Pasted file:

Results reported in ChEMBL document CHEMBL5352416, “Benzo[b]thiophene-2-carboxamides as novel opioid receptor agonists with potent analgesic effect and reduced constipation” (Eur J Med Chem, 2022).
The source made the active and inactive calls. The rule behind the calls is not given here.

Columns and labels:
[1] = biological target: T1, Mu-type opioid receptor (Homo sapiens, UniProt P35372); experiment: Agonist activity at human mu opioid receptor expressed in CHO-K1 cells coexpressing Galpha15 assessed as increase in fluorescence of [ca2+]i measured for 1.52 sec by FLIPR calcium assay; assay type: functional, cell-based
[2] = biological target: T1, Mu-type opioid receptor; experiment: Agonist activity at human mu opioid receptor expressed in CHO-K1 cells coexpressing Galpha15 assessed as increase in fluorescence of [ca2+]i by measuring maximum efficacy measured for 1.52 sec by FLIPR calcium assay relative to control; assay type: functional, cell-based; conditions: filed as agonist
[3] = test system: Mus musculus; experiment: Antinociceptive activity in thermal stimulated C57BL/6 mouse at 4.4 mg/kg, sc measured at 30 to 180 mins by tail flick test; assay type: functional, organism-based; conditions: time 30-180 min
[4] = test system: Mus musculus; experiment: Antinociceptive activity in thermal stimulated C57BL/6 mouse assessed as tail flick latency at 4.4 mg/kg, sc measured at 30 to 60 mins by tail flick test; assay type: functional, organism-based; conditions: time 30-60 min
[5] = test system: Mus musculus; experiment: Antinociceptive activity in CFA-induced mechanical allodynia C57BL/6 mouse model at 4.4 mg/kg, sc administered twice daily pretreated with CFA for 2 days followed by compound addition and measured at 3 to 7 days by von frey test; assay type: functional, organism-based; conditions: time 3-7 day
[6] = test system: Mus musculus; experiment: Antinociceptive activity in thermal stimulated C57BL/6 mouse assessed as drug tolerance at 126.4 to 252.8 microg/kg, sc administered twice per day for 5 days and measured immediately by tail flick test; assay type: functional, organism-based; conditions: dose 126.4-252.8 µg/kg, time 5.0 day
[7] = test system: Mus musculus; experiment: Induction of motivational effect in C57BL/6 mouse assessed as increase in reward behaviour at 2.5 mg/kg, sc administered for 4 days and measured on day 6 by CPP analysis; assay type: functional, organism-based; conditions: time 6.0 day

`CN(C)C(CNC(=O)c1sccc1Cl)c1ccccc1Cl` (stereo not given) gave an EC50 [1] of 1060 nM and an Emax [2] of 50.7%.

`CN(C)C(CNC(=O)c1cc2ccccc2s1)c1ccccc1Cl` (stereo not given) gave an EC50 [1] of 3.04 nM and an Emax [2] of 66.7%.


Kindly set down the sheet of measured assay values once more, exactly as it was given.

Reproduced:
Results reported in ChEMBL document CHEMBL5352416, “Benzo[b]thiophene-2-carboxamides as novel opioid receptor agonists with potent analgesic effect and reduced constipation” (Eur J Med Chem, 2022).
The source made the active and inactive calls. The rule behind the calls is not given here.

Columns and labels:
[1] = biological target: T1, Mu-type opioid receptor (Homo sapiens, UniProt P35372); experiment: Agonist activity at human mu opioid receptor expressed in CHO-K1 cells coexpressing Galpha15 assessed as increase in fluorescence of [ca2+]i measured for 1.52 sec by FLIPR calcium assay; assay type: functional, cell-based
[2] = biological target: T1, Mu-type opioid receptor; experiment: Agonist activity at human mu opioid receptor expressed in CHO-K1 cells coexpressing Galpha15 assessed as increase in fluorescence of [ca2+]i by measuring maximum efficacy measured for 1.52 sec by FLIPR calcium assay relative to control; assay type: functional, cell-based; conditions: filed as agonist
[3] = test system: Mus musculus; experiment: Antinociceptive activity in thermal stimulated C57BL/6 mouse at 4.4 mg/kg, sc measured at 30 to 180 mins by tail flick test; assay type: functional, organism-based; conditions: time 30-180 min
[4] = test system: Mus musculus; experiment: Antinociceptive activity in thermal stimulated C57BL/6 mouse assessed as tail flick latency at 4.4 mg/kg, sc measured at 30 to 60 mins by tail flick test; assay type: functional, organism-based; conditions: time 30-60 min
[5] = test system: Mus musculus; experiment: Antinociceptive activity in CFA-induced mechanical allodynia C57BL/6 mouse model at 4.4 mg/kg, sc administered twice daily pretreated with CFA for 2 days followed by compound addition and measured at 3 to 7 days by von frey test; assay type: functional, organism-based; conditions: time 3-7 day
[6] = test system: Mus musculus; experiment: Antinociceptive activity in thermal stimulated C57BL/6 mouse assessed as drug tolerance at 126.4 to 252.8 microg/kg, sc administered twice per day for 5 days and measured immediately by tail flick test; assay type: functional, organism-based; conditions: dose 126.4-252.8 µg/kg, time 5.0 day
[7] = test system: Mus musculus; experiment: Induction of motivational effect in C57BL/6 mouse assessed as increase in reward behaviour at 2.5 mg/kg, sc administered for 4 days and measured on day 6 by CPP analysis; assay type: functional, organism-based; conditions: time 6.0 day

`CN(C)C(CNC(=O)c1sccc1Cl)c1ccccc1Cl` (stereo not given) gave an EC50 [1] of 1060 nM and an Emax [2] of 50.7%.

`CN(C)C(CNC(=O)c1cc2ccccc2s1)c1ccccc1Cl` (stereo not given) gave an EC50 [1] of 3.04 nM and an Emax [2] of 66.7%.